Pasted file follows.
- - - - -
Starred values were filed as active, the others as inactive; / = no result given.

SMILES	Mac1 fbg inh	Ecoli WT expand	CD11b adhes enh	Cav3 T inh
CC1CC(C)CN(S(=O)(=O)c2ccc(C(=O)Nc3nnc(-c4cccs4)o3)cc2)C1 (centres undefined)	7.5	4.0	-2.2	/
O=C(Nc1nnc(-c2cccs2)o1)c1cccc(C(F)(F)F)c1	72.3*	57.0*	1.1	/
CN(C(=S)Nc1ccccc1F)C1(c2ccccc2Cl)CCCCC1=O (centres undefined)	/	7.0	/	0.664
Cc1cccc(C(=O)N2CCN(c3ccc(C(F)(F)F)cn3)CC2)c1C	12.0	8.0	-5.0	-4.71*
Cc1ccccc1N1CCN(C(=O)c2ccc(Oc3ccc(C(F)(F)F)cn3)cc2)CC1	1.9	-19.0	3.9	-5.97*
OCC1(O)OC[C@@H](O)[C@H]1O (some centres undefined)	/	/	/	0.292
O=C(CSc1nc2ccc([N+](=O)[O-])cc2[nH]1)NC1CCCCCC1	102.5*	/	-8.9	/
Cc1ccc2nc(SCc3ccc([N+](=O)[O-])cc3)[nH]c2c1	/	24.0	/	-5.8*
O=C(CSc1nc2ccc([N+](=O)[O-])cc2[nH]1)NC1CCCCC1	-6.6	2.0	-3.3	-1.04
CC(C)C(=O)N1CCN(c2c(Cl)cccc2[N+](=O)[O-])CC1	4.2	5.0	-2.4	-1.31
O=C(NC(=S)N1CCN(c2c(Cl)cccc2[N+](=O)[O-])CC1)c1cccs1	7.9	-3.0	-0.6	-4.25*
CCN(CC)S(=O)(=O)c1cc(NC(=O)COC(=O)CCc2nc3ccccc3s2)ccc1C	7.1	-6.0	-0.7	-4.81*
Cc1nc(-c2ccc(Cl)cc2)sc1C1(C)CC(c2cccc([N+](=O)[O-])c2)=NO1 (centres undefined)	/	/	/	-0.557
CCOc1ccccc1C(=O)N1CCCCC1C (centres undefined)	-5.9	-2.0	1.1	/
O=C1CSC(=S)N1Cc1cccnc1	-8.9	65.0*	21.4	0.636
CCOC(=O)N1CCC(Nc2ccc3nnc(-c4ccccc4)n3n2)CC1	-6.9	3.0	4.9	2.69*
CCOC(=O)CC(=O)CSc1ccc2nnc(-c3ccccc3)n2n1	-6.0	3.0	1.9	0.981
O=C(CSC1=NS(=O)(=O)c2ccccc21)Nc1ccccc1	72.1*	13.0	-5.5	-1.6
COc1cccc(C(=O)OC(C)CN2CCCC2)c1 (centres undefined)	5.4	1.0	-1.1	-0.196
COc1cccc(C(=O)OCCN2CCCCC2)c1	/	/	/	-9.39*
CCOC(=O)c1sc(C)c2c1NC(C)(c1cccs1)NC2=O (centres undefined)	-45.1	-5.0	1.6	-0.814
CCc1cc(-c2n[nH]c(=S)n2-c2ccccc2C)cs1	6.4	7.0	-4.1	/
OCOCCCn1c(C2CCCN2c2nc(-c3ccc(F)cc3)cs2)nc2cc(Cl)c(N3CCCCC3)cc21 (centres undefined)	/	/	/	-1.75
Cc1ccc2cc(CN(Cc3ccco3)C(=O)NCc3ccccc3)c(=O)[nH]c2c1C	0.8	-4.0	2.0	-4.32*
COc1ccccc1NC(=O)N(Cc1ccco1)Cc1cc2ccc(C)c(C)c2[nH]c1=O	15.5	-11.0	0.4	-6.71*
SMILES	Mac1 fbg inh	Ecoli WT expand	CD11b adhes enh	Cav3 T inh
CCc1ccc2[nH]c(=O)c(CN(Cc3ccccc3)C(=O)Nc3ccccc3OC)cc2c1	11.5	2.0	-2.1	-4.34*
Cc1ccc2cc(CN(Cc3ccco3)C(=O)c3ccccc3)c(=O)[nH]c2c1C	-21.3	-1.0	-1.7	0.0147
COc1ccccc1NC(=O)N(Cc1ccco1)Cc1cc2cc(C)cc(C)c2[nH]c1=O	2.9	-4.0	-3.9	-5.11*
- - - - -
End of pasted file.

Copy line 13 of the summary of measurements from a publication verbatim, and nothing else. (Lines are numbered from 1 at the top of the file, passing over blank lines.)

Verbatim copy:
O=C(NC(=S)N1CCN(c2c(Cl)cccc2[N+](=O)[O-])CC1)c1cccs1	7.9	-3.0	-0.6	-4.25*